The remarkable removal of a judge from a death-penalty appeal shortly before he was set to make a significant ruling demands public explanation. Lawyers for convicted murderer and death-row inmate Sir Mario Owens are right about that, whatever the value of the remaining claims they made in a legal filing last week with the state Supreme Court.
Judge Gerald Rafferty’s dismissal from Owens’ case in April may in fact have been justified. But who can tell given the secrecy surrounding the process by which the Colorado Supreme Court yanked Rafferty off the case. A press release that said Rafferty “breached the terms of the contract” as a senior judge hardly qualifies as sufficient.
“To remove a sitting judge … at exactly the same moment that he was issuing his final order, which would largely decide Mr. Owens’ fate and whether he lives or dies, is literally unprecedented, not only in a Colorado case of this magnitude, but in the annals of law,” Owens’ lawyers wrote.
It is also costly, since it negates much of the lengthy hearings held in Rafferty’s courtroom. Evidence will have to be presented anew and witnesses required to repeat their testimony. This may be unavoidable, but it is also extraordinary. What did Rafferty do to merit such treatment?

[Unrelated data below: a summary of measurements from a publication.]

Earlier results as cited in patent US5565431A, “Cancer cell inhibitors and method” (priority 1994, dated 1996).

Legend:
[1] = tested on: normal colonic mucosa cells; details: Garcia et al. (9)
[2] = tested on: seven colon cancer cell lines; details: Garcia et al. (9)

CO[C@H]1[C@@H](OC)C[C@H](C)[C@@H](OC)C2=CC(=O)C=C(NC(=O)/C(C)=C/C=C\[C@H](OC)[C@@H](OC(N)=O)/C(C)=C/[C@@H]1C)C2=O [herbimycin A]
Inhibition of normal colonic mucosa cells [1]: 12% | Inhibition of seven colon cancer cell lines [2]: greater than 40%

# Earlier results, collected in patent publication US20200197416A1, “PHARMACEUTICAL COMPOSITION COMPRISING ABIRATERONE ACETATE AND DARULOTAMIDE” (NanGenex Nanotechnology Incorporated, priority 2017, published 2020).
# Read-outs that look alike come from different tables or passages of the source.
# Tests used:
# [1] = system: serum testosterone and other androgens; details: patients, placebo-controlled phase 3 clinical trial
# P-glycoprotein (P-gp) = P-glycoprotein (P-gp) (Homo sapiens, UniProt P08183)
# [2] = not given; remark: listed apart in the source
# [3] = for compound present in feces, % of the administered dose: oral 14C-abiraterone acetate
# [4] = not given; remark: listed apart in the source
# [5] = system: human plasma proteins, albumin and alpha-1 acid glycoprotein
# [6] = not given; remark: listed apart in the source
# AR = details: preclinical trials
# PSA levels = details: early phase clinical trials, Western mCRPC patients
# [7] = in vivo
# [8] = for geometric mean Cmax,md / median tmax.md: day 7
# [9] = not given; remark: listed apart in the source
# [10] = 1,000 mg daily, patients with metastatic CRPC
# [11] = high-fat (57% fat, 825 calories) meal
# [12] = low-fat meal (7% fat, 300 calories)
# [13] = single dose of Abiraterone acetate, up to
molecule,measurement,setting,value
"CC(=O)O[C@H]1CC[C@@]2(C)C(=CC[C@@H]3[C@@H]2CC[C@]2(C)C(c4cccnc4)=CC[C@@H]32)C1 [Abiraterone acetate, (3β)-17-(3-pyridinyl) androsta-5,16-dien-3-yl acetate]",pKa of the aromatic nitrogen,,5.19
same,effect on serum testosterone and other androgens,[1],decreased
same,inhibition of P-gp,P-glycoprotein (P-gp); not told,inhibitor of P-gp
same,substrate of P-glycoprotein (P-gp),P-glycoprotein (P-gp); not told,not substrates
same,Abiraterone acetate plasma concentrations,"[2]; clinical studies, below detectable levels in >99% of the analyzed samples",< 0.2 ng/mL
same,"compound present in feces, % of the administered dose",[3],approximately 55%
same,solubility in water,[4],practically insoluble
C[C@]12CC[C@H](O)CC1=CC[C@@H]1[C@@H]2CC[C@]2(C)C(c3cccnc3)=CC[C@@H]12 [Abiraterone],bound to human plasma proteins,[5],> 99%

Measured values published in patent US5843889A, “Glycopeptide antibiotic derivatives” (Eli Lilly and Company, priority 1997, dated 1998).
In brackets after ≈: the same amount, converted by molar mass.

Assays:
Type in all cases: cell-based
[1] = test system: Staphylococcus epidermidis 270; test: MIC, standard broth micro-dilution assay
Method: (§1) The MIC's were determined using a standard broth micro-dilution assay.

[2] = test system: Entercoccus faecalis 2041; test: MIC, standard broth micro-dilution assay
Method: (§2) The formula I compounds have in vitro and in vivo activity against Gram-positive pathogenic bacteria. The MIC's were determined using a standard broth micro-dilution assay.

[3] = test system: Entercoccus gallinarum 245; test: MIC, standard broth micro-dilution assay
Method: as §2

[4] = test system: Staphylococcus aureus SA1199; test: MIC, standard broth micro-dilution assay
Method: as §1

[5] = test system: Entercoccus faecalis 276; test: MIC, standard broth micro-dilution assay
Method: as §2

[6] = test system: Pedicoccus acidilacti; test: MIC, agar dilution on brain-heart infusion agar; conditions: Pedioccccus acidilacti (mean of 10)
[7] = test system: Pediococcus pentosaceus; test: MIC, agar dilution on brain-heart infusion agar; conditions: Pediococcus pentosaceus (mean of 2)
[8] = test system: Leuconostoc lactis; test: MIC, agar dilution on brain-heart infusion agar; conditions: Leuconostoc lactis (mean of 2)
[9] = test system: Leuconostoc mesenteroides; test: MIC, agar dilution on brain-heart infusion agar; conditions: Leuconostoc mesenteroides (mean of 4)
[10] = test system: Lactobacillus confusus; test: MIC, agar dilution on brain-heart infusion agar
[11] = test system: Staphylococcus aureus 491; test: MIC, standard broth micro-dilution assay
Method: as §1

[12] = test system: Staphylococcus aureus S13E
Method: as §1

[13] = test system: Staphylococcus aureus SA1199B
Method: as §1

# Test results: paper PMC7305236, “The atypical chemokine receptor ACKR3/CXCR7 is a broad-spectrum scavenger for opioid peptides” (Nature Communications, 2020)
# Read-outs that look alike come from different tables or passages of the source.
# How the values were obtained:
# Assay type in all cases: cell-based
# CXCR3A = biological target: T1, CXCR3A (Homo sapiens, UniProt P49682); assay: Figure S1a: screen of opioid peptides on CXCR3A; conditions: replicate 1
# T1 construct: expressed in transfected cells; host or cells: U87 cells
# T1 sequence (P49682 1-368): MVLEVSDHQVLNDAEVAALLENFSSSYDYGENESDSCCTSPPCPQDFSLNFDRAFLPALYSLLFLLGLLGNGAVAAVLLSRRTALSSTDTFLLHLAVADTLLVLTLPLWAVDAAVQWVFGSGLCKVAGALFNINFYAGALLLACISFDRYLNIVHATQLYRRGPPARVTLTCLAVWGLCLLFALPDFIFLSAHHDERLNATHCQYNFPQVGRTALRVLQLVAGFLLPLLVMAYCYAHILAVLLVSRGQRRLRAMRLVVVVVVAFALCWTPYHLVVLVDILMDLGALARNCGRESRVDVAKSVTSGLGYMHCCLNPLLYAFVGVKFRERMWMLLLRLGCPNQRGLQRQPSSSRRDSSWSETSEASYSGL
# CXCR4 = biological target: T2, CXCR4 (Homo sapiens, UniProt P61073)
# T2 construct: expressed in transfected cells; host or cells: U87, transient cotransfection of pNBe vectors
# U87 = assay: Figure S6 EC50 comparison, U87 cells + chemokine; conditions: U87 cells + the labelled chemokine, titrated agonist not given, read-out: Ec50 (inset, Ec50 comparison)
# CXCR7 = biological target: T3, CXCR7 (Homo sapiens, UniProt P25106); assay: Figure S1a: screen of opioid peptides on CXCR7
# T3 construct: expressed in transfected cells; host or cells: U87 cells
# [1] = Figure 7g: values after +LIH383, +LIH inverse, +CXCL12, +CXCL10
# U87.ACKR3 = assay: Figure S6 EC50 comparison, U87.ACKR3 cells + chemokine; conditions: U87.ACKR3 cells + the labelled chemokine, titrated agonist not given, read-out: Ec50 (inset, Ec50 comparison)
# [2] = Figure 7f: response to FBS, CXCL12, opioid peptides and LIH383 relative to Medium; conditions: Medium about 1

The public interest goes well beyond the extra price tag, too. Owens’ attorneys contend that Rafferty was poised to find major flaws in the original prosecution. The dark implication of interference is obvious, and should not be allowed to linger when a straightforward explanation for Rafferty’s departure could clear the air.
Yet on Wednesday the high court refused to reconsider pulling Rafferty, and it did so with a terse, one-page order that provided no explanation for the denial.
Ironically, Owens’ appeal involves one of the first tests of what aDenver Post article by John Ingold describes as a “new process for death-penalty appeals in Colorado, which lawmakers hoped would speed up the execution process. Instead, the system has bogged down, mired for years without even clearing the first step in the process.”
But such delays are par for the course in death-penalty cases. Despite one attempt after another by diehard proponents of capital punishment to see the penalty enforced, Colorado has had only two executions in the past half century, with the most recent occurring nearly 20 years ago. Meanwhile, juries have become reluctant to mandate death even for the likes of heinous mass murderers such as James Holmes and Dexter Lewis.
Owens was convicted in 2008 for a crime that occurred 11 years ago, and his case could easily drag on for additional years. If nothing else, this latest strange saga of his appeal should provide more evidence to lawmakers that the death penalty statute is not working and cannot be made to work. It’s time that it was repealed.